Barack Obama, then president of the US, declared in July 2014 an “urgent humanitarian situation” on the southern border of the country. In that year, 137,000 children and families had arrived from El Salvador, Guatemala and Honduras, twice as many as the year before.
Women, children, and families escaping extreme levels of violence challenged established assumptions that Mesoamerican migration was primarily undertaken by lone Central Americans seeking work, and raised questions about states’ responsibility to protect throughout the region. Since then, however, little has changed.
Asylum requests from citizens of El Salvador, Guatemala and Honduras, the states of the Northern Triangle of Central America (NTCA), rose from fewer than 6,900 in 2009 to more than 94,900 in 2016. Requests to the US government accounted for about 5,000 or 72 per cent of the applications lodged in 2009 and about 78,800 or 83 per cent in 2016. The US authorities accepted about 1,100 requests in 2009 and about 10,400 in 2016.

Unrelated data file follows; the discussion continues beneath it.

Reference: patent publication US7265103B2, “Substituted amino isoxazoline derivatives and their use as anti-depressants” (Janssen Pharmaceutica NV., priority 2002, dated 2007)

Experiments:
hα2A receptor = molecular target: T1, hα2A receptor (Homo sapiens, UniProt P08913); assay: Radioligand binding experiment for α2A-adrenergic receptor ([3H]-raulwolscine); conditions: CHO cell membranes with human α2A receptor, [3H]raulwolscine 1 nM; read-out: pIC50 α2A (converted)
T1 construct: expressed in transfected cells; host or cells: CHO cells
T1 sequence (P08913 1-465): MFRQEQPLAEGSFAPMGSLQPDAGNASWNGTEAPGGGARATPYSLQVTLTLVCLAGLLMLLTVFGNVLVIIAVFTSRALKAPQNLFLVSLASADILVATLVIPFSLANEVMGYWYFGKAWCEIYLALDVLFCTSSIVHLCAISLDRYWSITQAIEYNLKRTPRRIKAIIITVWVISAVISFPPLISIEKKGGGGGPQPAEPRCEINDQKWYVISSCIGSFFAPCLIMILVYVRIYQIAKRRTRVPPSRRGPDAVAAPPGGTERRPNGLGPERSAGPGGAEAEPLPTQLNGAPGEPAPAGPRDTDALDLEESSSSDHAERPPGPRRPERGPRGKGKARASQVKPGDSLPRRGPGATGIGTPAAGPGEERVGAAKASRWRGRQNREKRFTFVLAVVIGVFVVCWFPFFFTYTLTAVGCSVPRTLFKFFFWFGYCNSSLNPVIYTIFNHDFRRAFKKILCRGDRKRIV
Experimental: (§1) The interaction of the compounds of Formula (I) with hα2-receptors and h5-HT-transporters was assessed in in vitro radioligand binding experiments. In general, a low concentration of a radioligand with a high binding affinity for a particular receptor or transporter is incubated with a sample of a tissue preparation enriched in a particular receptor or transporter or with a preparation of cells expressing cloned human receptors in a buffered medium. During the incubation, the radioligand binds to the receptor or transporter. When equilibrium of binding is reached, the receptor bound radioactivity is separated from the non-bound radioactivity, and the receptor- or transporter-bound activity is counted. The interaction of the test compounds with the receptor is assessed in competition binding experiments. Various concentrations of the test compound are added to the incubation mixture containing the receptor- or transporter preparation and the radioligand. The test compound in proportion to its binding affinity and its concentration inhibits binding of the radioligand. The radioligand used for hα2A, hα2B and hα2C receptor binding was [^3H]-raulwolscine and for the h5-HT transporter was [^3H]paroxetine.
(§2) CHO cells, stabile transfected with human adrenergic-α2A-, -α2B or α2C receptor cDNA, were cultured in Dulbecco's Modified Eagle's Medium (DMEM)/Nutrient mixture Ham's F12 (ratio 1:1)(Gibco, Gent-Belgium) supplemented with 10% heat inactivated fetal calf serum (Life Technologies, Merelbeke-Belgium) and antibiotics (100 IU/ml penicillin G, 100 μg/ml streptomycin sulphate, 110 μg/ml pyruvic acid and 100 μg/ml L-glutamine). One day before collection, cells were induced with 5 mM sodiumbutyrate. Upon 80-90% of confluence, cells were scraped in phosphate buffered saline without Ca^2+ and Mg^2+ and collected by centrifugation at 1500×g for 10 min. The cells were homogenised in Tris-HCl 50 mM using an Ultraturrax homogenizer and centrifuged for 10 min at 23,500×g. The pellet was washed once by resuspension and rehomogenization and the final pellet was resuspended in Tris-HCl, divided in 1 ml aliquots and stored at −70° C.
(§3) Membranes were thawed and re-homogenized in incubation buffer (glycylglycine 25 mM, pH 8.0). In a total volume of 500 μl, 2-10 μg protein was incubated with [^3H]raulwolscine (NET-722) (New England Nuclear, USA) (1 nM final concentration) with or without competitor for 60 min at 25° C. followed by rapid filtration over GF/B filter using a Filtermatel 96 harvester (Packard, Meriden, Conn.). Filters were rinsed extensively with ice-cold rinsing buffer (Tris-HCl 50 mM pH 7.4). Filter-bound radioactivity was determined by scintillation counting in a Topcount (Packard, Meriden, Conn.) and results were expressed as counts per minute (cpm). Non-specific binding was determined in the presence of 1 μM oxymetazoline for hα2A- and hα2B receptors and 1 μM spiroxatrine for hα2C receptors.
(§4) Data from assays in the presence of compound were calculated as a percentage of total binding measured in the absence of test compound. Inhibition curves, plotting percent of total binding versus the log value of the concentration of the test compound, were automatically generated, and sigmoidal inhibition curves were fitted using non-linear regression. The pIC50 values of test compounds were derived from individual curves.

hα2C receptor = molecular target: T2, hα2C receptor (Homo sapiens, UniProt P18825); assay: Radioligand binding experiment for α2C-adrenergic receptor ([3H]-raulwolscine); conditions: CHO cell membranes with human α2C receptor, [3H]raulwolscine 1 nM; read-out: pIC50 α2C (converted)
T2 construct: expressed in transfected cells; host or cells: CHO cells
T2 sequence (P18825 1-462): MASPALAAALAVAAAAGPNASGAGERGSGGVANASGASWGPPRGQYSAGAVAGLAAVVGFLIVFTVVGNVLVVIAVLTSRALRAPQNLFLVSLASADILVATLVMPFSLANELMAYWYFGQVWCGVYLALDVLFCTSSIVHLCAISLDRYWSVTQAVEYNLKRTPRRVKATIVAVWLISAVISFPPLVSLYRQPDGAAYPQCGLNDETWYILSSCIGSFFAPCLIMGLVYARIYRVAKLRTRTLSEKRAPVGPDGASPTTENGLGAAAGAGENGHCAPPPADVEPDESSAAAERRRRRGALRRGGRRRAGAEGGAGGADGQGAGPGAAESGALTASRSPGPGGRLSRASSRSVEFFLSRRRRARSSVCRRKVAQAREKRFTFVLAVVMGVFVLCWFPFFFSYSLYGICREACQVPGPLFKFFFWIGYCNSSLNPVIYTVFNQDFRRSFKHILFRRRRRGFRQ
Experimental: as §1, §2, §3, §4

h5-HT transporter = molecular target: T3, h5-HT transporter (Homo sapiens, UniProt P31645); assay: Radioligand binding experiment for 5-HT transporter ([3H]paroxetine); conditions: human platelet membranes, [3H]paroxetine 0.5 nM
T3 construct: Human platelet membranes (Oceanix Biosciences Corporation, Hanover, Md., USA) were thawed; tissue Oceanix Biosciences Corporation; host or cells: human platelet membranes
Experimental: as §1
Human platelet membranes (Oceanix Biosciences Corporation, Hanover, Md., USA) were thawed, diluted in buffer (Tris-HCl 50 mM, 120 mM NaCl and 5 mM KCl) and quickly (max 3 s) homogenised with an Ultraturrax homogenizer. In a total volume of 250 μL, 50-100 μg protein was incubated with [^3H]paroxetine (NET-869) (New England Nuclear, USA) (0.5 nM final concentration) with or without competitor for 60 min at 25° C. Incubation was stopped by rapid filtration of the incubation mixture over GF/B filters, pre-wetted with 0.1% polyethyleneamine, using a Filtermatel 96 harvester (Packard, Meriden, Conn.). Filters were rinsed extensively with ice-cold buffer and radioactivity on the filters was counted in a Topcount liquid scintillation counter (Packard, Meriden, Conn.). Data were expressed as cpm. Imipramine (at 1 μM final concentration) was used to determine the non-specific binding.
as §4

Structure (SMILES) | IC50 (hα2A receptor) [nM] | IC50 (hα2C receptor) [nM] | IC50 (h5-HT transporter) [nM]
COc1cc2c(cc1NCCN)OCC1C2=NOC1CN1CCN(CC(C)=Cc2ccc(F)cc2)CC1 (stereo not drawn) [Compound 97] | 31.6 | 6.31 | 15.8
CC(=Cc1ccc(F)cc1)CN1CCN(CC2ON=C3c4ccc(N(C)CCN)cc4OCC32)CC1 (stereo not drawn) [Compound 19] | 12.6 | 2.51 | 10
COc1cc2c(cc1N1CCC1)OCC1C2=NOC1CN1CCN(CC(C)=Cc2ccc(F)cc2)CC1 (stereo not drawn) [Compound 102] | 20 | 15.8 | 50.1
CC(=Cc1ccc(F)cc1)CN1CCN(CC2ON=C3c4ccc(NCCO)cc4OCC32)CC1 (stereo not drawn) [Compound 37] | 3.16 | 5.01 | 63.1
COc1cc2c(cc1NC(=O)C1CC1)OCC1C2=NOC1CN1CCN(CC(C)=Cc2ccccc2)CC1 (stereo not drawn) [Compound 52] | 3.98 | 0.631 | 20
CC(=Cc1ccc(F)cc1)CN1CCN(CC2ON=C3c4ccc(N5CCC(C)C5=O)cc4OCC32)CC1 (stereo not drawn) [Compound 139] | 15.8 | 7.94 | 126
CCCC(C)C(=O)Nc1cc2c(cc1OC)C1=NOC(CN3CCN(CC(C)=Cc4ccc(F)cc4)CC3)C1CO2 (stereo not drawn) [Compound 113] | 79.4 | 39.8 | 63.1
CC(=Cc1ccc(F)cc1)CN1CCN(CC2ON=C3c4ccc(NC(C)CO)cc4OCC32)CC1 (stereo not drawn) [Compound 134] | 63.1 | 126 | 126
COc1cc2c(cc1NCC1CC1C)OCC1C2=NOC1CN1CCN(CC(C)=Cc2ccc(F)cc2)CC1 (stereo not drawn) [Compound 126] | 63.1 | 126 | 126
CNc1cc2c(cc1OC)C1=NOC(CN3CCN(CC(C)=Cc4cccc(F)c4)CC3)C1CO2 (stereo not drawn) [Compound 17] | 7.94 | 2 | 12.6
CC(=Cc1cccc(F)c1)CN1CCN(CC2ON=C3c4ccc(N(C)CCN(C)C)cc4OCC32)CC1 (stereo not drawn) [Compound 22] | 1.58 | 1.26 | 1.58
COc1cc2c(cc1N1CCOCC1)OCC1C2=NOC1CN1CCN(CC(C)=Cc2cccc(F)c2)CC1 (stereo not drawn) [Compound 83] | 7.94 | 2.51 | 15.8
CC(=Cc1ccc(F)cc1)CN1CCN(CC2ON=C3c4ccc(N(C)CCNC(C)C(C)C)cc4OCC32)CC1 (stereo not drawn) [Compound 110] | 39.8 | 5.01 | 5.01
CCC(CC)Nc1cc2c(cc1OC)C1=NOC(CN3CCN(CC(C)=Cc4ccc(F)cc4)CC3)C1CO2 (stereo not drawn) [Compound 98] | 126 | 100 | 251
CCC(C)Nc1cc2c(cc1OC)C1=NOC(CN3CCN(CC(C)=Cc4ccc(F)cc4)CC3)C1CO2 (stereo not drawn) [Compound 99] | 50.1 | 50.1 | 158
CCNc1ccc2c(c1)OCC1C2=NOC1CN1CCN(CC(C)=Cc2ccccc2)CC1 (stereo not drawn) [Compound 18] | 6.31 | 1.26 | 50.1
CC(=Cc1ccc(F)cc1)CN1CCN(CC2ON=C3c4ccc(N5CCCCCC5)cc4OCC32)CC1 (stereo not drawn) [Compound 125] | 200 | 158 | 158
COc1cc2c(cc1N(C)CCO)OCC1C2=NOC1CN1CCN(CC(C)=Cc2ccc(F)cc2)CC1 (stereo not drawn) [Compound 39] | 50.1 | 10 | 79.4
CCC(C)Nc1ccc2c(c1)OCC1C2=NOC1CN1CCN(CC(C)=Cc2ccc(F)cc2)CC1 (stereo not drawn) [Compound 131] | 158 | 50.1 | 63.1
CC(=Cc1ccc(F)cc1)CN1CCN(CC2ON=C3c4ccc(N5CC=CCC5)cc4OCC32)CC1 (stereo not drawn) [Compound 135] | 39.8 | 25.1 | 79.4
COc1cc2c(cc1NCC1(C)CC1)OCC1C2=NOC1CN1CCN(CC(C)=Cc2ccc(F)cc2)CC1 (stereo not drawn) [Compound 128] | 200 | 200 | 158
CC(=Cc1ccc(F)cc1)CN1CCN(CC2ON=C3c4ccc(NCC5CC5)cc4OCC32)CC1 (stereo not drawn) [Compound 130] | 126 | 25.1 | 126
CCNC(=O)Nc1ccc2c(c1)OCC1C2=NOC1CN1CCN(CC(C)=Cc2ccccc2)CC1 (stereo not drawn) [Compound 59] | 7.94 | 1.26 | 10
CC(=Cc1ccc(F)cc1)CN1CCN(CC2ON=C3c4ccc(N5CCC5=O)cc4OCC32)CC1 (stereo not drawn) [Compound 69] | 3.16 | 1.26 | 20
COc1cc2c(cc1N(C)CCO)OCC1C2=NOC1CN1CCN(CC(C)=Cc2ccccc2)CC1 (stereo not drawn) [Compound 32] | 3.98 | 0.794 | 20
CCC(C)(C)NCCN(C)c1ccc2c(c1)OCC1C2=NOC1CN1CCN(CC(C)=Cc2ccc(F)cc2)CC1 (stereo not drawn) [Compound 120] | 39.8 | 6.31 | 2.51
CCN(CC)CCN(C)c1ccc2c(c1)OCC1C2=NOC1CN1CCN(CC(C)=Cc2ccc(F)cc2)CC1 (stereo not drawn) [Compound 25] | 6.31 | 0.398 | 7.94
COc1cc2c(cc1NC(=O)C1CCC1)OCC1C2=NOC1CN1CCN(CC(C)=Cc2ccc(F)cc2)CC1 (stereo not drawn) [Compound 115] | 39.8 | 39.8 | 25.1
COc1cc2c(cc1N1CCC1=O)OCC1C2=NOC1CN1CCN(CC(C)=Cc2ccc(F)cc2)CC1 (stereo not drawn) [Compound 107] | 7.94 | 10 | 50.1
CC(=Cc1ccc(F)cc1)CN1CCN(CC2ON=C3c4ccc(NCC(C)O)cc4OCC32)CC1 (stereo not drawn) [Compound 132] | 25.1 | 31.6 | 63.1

El Salvador, which has the smallest population of the three NTCA countries, has been the source of the majority of the region’s asylum requests since 2005. Salvadorans’ desperation to move has many causes but one mentioned regularly by the men, women and children who flee their homes is violence and/or the threat of extortion, targeting and attack.
Seven thousand children were murdered in El Salvador in the last four years. The levels of violence in the NTCA, where in 2017 the combined total number of homicides was around 12,000,2 are comparable to armed conflicts globally, yet governments of countries of origin, transit, and destination have been reluctant to prioritise a humanitarian response.